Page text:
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Re: [PATCH] Interpret #r"..." as a raw string

From: Matt Armstrong
Subject: Re: [PATCH] Interpret #r"..." as a raw string
Date: Thu, 04 Mar 2021 08:55:12 -0800

Eli Zaretskii <eliz@gnu.org> writes:

>> From: Matt Armstrong <matt@rfc20.org>
>> Cc: monnier@iro.umontreal.ca, db48x@db48x.net, conao3@gmail.com,
>>  emacs-devel@gnu.org
>> Date: Wed, 03 Mar 2021 18:47:10 -0800
>> I have noticed that most Lisp reference material does not use the word
>> "literal" to describe source code elements.  Which raises the question:
>> how does Lisp documentation typically talk about these things?
> What is a "source code element"?

Like you I'm trying to figure out why, in Richard's words, the concept
of "literal" does not fit Lisp very well.

One sense defition of "literal" is "Of, in, or expressed by a letter or
the letters of the alphabet." and this is the sense I believe most
people mean in programming contexts.  With my current understanding, I
think this meaning applies to Lisp as well as it does in any other
language.  I don't take this to imply that the particular word "literal"
is necessarily the preferred way to describe the concept in Lisp.

Let's go back to Richard's original text:

>  The concept of "literal" does not fit Lisp very well.  It describe
>  the situation with other languages, where expressions are not
>  objects, only syntax.  In those languages, you don't put a string
>  into your program, only a "literal" which represents a string value.
>  In Lisp, what you put in the program _is_ a string.  What you write
>  in the textual code is not a "literal", it is the textual
>  representation of the string to put in the program.

My observation is that most descriptions of source code syntax for Lisp
languages do not use the term "literal".  Instead, they describe the
"read syntax" of each object.  Similar for printing, with language such
as "`prin1' produces output suitable for input to `read'" and phrases
like "printed representation of ...".

When I first learned Lisp I was left wondering why these long phrases
were repeated over and over thruought the documentation.  Then I had the
thought: By "printed representation of a string" and "read syntax of a
string" they are just describing "string literals"  :-)

In Richard's text above he uses language that I consider confusing: "In
Lisp, what you put in the program _is_ a string."  Why confusing?
Because if "put in program" is talking about source code, the statement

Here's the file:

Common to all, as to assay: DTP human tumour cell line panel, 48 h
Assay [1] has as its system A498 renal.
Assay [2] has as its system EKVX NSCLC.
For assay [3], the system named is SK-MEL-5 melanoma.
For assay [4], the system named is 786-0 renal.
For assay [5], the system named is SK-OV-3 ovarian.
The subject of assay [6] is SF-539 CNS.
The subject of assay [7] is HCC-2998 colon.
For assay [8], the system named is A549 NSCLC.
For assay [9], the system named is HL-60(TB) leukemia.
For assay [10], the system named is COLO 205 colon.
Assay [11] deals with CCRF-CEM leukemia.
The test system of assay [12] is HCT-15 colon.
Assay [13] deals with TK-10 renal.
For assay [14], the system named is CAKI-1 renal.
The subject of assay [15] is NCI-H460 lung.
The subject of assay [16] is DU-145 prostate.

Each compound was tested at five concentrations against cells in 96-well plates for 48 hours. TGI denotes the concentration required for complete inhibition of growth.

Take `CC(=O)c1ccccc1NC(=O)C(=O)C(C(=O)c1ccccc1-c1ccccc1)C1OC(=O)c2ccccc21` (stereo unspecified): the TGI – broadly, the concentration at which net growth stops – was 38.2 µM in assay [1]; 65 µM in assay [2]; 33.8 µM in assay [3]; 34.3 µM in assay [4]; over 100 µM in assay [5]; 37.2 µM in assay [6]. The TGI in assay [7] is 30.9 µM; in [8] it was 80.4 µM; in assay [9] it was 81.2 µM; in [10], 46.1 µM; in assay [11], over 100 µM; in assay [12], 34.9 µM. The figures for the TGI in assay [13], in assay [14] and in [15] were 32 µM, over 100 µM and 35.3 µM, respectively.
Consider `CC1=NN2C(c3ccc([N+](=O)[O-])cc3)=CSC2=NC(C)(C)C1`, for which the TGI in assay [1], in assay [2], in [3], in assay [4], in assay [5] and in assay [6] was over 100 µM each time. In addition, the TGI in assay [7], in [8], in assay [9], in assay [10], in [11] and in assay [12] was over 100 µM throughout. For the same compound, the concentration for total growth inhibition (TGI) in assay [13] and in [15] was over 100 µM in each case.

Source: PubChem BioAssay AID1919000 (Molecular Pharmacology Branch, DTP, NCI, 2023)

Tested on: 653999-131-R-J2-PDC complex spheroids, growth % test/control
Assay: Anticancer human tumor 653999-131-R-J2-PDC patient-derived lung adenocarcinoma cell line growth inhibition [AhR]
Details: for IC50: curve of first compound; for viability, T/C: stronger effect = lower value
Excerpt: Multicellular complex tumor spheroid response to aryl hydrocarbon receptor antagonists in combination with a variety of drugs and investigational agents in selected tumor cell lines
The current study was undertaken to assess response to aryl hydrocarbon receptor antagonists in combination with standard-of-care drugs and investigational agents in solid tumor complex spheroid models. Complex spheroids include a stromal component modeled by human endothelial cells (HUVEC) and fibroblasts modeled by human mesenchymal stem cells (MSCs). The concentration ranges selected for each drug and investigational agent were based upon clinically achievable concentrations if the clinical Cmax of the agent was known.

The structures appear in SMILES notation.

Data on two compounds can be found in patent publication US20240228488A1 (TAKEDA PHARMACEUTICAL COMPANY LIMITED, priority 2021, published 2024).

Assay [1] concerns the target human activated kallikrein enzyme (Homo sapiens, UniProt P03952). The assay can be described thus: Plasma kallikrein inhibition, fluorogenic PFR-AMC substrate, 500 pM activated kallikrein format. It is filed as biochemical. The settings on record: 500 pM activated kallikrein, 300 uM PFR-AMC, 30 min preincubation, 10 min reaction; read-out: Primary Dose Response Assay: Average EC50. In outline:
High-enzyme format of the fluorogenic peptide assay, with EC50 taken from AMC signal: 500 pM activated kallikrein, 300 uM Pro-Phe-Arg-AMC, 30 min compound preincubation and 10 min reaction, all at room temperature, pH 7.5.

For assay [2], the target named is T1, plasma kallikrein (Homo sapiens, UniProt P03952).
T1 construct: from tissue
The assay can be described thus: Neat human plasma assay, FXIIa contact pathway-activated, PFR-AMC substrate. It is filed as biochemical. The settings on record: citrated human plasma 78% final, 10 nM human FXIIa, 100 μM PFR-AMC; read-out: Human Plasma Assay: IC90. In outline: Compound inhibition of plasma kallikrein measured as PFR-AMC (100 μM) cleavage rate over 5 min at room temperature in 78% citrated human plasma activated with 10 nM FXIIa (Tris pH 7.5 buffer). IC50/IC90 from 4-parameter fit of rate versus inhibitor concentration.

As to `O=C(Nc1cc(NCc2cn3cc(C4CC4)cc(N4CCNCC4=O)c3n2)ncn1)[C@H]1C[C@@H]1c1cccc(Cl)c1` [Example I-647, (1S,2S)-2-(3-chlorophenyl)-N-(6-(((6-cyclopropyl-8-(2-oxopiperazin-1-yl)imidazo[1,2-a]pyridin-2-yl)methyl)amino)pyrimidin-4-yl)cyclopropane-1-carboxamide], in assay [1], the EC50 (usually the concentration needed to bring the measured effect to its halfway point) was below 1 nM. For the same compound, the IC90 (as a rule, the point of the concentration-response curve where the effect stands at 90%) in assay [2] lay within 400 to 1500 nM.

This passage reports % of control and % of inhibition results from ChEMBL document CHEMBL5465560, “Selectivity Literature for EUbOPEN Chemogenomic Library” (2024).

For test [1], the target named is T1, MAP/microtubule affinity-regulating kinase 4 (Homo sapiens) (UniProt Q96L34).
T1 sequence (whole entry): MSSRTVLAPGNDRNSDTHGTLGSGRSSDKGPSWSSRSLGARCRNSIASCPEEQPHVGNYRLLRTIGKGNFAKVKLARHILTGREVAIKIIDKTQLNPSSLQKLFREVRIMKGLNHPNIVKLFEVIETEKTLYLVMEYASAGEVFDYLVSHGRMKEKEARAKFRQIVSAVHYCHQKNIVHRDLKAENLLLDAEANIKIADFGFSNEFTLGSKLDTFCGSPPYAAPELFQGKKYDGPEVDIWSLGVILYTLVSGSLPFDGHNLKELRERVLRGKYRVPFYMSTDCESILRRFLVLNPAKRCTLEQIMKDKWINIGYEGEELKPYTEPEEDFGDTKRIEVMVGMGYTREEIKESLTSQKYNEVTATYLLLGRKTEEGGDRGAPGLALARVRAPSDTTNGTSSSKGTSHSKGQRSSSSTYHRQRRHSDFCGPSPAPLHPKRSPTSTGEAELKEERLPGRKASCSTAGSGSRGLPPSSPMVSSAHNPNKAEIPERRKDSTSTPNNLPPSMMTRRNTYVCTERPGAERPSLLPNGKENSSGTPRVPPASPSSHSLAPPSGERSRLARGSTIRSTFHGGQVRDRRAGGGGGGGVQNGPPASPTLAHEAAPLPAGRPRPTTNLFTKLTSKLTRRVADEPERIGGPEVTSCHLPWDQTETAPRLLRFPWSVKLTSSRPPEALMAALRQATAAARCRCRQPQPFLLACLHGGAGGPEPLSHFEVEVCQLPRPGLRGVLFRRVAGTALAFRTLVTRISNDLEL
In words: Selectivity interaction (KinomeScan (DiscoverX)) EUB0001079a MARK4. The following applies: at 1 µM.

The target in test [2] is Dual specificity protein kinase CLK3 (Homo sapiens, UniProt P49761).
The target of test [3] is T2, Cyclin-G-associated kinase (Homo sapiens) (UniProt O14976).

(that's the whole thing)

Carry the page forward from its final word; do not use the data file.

isn't true.  What you put in the program is a quoted sequence of
characters, perhaps in US-ASCII, perhaps in UTF-8, perhaps some other
encoding, depending on the encoding of the entire file.  This character
sequence is parsed by the reader according to certain syntactic rules.
The running program represents the equivalent string object entirely
differently: as an array of characters, perhaps multi-byte, perhaps not,
always without the outermost quotes, etc.  Most notably, the program can
then very conveniently mutate the string, whereas Lisp provides no
primitives to conveniently mutate the original source code.

So, given that there is a difference between a string in source code and
a string at run time, a concice phrase that designates the "printed
representation of objects of type X as written in source code" feels

I do agree that elisp.info could be improve in some uses of the term
"literal."  For example, in this description of `eq':

     The Emacs Lisp byte compiler may collapse identical literal
     objects, such as literal strings, into references to the same
     object, with the effect that the byte-compiled code will compare
     such objects as ‘eq’, while the interpreted version of the same
     code will not.  Therefore, your code should never rely on objects
     with the same literal contents being either ‘eq’ or not ‘eq’, it
     should instead use functions that compare object contents such as
     ‘equal’, described below.  Similarly, your code should not modify
     literal objects (e.g., put text properties on literal strings),
     since doing that might affect other literal objects of the same
     contents, if the byte compiler collapses them.

For one, I have not found a place in the reference where the terms
"literal object" and "literal string" are defined.  A new programmer
could be easily confused.  It may be useful to describe the general
issue being described to here in a more prominent location, since it its
relevance to `eq' is just one of possibly many issues.  E.g. mutating
any quoted object can cause the object to be different each time a
function is called, even if the "literal object" remains `eq' across

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